by Jay Abdella
With summer in full swing, many people have watched their summer plans dry up. For some, summer camp was their work destination. Due to the COVID-19 crisis, many camps were forced to close because of state, federal, and local regulations. My summer camp, which is a day camp in my old hometown, was one of few camps in the area that was able to stay open. Over the last few weeks, it was a whirlwind of running around, improvisation, and a sense of uncertainty regarding what “camp” will look like. To say the least, camp under COVID-19 is a different experience than what it was before.
(A campfire represents the calming moments of camp. Due to COVID-19, many sleepaway camps were canceled for the summer due to concerns of the virus. Source: Photopin)
Imagine this: a camp experience where campers can’t make contact with counselors or their friends. In addition, you are not allowed to go swimming, to the beach, or on field trips which make camp what it should be. That is the cornerstone of how camp was being operated this year, with the number one goal of keeping campers and staff safe. For counselors, this meant being temperature checked, ensuring that kids were being socially distanced from one another, and jumping into an environment many of us have never experienced before.
For the first week of camp, I got assigned to five kids and my co-counselor got assigned to five different kids. This was what became our group for the week. Our group could not interact with any other groups or any other counselors in the camp. This meant no camp-wide activities, no collaborating with other groups for games, no sharing of materials, and being on our own for games and activities. Even discipline was placed in a grey area. We couldn’t send a misbehaving child to the director’s office as we could in past summers because the head of the camp was not allowed to interact with other campers. While this may seem daunting for many counselors, the small-group style of camp has shown itself to be a good blueprint for creating crucial relationships with campers.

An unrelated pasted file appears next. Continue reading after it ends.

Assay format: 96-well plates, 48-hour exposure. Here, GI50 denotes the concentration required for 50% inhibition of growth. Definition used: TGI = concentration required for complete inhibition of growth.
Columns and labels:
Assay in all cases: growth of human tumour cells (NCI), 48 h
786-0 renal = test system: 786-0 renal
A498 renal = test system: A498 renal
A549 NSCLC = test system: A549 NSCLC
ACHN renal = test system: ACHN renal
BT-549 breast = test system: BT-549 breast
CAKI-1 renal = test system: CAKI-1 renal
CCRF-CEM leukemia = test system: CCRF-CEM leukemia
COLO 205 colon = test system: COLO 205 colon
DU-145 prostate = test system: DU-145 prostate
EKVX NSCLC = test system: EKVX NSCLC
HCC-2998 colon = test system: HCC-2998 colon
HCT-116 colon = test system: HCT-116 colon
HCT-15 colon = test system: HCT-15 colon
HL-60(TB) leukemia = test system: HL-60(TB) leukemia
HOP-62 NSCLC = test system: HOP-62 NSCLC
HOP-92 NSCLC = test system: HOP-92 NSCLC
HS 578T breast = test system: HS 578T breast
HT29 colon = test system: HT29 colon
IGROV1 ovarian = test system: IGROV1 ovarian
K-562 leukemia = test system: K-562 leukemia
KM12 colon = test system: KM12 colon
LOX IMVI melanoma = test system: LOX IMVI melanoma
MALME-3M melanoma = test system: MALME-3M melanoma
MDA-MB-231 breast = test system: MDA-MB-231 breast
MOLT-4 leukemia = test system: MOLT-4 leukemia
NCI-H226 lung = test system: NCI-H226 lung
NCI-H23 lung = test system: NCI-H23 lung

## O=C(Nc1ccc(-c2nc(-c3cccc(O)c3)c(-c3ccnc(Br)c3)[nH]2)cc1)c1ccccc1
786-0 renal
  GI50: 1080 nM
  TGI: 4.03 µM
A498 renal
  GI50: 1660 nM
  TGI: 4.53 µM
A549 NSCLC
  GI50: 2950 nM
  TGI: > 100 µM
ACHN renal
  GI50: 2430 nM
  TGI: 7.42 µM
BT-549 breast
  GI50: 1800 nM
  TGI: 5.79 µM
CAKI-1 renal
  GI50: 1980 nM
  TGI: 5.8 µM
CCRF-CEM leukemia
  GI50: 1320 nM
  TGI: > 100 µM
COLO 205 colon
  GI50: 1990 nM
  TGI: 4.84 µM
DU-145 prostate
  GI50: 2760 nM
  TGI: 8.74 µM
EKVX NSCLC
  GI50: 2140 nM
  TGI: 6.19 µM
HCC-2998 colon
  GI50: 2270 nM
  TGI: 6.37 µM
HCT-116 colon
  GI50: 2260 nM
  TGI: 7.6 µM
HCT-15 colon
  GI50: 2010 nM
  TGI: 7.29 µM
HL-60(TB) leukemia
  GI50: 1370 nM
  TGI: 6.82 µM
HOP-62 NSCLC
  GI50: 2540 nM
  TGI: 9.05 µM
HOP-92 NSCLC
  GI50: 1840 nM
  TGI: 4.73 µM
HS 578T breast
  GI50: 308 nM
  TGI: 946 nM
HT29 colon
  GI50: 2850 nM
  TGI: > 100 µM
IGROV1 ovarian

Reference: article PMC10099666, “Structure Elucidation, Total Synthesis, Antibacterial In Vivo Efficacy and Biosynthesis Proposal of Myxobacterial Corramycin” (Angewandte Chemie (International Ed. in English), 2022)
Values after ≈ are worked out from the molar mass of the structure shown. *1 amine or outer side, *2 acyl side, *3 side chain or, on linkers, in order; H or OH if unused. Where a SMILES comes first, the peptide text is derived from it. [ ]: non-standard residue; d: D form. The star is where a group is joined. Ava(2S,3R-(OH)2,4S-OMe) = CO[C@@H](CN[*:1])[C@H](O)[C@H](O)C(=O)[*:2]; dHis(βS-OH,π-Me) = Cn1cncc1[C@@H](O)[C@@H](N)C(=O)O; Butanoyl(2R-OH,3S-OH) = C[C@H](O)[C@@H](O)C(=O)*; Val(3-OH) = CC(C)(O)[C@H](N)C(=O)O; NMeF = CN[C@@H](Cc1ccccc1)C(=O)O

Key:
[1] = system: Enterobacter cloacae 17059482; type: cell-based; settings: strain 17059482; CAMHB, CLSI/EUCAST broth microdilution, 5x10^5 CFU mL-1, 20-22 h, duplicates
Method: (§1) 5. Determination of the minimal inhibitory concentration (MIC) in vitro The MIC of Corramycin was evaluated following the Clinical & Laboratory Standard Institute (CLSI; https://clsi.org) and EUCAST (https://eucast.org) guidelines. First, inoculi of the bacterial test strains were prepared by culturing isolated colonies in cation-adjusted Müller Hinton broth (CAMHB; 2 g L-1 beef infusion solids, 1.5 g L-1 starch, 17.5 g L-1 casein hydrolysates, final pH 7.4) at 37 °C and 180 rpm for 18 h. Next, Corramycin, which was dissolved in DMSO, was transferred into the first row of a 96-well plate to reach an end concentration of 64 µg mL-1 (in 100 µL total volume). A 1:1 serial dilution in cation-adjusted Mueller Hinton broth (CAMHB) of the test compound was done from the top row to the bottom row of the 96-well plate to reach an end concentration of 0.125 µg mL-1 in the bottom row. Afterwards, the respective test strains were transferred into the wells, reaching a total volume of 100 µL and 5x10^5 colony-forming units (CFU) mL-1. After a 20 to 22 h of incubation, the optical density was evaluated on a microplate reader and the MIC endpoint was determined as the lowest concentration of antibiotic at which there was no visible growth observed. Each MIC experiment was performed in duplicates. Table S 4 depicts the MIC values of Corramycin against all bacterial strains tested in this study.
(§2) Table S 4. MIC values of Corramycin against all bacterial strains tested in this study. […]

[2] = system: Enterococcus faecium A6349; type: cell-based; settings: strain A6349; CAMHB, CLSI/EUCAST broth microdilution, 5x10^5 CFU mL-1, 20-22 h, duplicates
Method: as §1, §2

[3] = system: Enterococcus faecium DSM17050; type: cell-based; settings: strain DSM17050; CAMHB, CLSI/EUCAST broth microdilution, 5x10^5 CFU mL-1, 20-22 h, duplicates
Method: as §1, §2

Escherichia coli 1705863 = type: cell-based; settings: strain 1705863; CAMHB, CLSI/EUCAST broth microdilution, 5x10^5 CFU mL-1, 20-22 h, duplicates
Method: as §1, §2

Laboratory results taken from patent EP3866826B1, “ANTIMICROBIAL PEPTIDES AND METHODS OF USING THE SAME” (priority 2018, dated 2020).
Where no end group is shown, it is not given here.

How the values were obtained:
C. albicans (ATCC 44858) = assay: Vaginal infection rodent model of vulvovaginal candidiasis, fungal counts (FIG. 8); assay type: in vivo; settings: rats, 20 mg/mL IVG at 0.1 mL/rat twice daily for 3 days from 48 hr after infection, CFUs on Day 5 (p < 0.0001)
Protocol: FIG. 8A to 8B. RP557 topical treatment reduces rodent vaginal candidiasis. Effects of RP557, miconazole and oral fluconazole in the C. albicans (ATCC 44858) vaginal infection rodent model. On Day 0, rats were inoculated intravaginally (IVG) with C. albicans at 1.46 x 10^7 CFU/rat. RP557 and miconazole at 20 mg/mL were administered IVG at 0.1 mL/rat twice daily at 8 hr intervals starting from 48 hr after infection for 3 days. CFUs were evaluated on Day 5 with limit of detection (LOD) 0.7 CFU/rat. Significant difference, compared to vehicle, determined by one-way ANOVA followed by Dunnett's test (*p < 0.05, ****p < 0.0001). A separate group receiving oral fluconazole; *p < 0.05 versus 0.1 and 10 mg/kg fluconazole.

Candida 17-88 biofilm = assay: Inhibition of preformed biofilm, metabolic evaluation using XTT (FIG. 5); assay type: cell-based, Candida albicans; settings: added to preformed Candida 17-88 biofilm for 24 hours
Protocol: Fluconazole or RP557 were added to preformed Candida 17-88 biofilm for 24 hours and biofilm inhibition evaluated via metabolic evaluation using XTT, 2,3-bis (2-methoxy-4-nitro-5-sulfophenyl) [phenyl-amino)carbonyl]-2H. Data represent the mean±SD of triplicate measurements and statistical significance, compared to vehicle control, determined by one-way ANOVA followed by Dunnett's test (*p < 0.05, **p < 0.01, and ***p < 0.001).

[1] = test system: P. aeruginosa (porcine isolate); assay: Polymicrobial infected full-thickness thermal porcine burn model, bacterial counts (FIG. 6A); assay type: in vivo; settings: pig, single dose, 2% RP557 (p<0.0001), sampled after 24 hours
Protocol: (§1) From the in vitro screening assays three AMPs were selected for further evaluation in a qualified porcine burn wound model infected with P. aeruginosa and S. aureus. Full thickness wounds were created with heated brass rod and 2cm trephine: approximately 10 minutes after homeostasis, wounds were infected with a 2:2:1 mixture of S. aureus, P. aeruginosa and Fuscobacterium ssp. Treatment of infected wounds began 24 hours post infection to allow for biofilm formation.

I was placed with 9 and 10-year-old campers. While I spent the previous summer with 10-year-olds, this would be an entirely new type of experience with working with them. To be completely transparent, I was worried about how to keep them entertained all day long with only myself and my co-counselor. Any fears were assuaged after the first few hours. It turns out that my campers were some of the most go-with-the-flow kids I have ever seen. So far, we have spent hours chilling in a circle talking about regular life, jamming out to tunes while playing four-square, and being run ragged by being outside in blistering heat for eight hours a day.
(Despite summer camp being changed through many different regulations, so far, the magic and thrill of seeing campers happy are worth all of the work that was put into making camp happen. Source: Creative Commons, J_villegas)
Despite being required to wear masks almost 100% of the time at camp and being forced to separate from other campers, being a camp counselor during COVID-19 still has the same shine it did when I first started working at this camp. Hopefully, for the next five weeks, we are able to navigate through this tense and tumultuous time of figuring out the next steps on how to keep campers entertained and safe at the same time. The camp is starting to feel like old times despite being in a whole new world.